Engaging Students – online teaching

Hello everyone and welcome back ðŸ™‚

As an online English teacher, your classroom is very small. The students can only see your face, hand gestures and the wall behind you. So, use these to your advantage! I have taught English online for 6 and a half months now and I use the following techniques to keep students motivated, make them laugh and also consistently receive high ratings.

TPR

  • Facial expressions and body language are essential when teaching online. Using your hands to give instructions and elicit responses from the student is called TPR (total physical response). This is the best way to communicate with a low-level student who cannot understand your wordy instructions. 
  • Teach a variety of vocabulary through TPR such as ‘stand, sit, jump, happy, sad, cry, apple, cat and dog.’ Instruct students through TPR – cup your hand behind your ear for ‘listen’ and point to your mouth for ‘repeat.’ All online English companies will want their teachers using TPR as much as possible.

Props

  • Props such as puppets, flashcards, stuffed animals, a whiteboard, plastic fruits and plastic animals are an excellent way to keep students engaged throughout the session – especially young learners who will be way more interested in your tiger puppet than you! 
  • Use props to teach vocabulary or demonstrate a dialogue between yourself and a puppet for the student to see and then replicate themselves.

Extended questions

  • Occasionally, lesson material can be too short to fill the full lesson time. As the teacher, you need to ask extended questions beyond the lesson material to not only fill the time, but also keep the students’ interest.
  • Props massively help with asking extended questions if the lesson material is too short or if you have spare time at the end. I have four go-to puppets: a tiger, an elephant, a giraffe and a monkey. I often ask young learners, ‘What is this?’ ‘What colour is a tiger?’ There is also the feature on iTutorGroup classrooms to enable animal sounds, so I often play the cow, cat or dog and ask students to guess the animal. This can also lead to ‘Do you have a dog?’ ‘Is your dog big or small?’ ‘What’s your favourite animal?’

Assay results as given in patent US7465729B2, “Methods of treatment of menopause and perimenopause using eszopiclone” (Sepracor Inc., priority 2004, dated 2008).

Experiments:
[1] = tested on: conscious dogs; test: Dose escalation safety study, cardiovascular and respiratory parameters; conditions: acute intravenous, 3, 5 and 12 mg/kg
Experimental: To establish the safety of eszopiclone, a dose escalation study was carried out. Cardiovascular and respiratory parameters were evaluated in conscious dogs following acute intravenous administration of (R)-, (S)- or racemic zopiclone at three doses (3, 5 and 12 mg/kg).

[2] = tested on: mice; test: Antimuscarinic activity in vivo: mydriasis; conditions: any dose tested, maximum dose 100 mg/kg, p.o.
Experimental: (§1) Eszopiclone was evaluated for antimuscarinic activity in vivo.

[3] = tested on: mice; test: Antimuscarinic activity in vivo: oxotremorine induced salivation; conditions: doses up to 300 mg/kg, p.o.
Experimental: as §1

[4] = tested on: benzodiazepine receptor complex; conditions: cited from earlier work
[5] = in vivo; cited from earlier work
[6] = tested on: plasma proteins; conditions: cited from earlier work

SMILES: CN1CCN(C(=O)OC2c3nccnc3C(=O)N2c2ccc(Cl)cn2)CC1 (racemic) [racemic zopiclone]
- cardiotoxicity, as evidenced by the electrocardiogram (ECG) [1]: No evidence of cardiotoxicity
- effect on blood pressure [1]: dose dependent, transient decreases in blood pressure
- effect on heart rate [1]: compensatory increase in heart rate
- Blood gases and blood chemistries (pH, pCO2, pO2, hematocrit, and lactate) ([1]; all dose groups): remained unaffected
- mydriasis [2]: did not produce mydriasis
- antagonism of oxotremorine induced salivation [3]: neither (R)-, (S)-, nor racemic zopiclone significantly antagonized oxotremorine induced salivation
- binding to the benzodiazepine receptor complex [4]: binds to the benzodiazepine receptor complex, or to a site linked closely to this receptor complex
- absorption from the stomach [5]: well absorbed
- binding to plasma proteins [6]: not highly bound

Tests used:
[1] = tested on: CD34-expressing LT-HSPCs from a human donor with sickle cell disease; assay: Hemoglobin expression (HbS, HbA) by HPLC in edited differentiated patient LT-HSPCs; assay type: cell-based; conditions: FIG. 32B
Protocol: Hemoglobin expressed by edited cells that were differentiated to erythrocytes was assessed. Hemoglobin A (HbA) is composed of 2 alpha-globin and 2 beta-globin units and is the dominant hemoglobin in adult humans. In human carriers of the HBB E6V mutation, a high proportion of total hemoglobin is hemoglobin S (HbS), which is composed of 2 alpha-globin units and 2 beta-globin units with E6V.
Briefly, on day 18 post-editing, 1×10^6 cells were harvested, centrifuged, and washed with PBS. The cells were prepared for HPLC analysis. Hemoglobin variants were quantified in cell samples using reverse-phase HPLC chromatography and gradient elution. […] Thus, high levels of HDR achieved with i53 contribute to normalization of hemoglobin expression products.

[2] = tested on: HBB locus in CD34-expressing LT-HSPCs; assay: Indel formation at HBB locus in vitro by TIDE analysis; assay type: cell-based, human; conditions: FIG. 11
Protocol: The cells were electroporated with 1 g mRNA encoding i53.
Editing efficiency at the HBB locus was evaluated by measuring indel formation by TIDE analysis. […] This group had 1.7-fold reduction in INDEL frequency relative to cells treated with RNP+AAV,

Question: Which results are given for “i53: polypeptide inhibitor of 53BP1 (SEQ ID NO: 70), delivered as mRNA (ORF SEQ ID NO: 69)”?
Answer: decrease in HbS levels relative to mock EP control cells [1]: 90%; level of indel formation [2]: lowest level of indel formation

• Extended questions are important for higher level students to encourage them to expand on their opinions and ideas.

Create a connection

  • Personalising a lesson can make the student not just learn something new, but enable them to remember it afterwards as well. The student will associate your fun teaching with a positive learning experience and be more likely to not only come back to you for more classes, but also remember your content. Building connections with students every single lesson is important to make a student feel comfortable and confident to practice speaking and make mistakes. 
  • Achieve this through asking extended questions about the student’s hobbies. I always do this during the 3-5 minute warm-up of the lesson in which I’ll discover what the student’s favourite sport is or if they have a pet etc.

A creative backdrop

  • As I said, your classroom is so small that you have to make the most of it. If your company allows you to do so, then create a fun, colourful backdrop to your sessions. Have educational posters, and fun props or reward systems behind you which you can easily access.

These are my top tips to help you engage students throughout sessions. A happy student helps make a happy teacher, and this will only reward you in the long-run when the student keeps coming back to you for classes, and leaves you high ratings!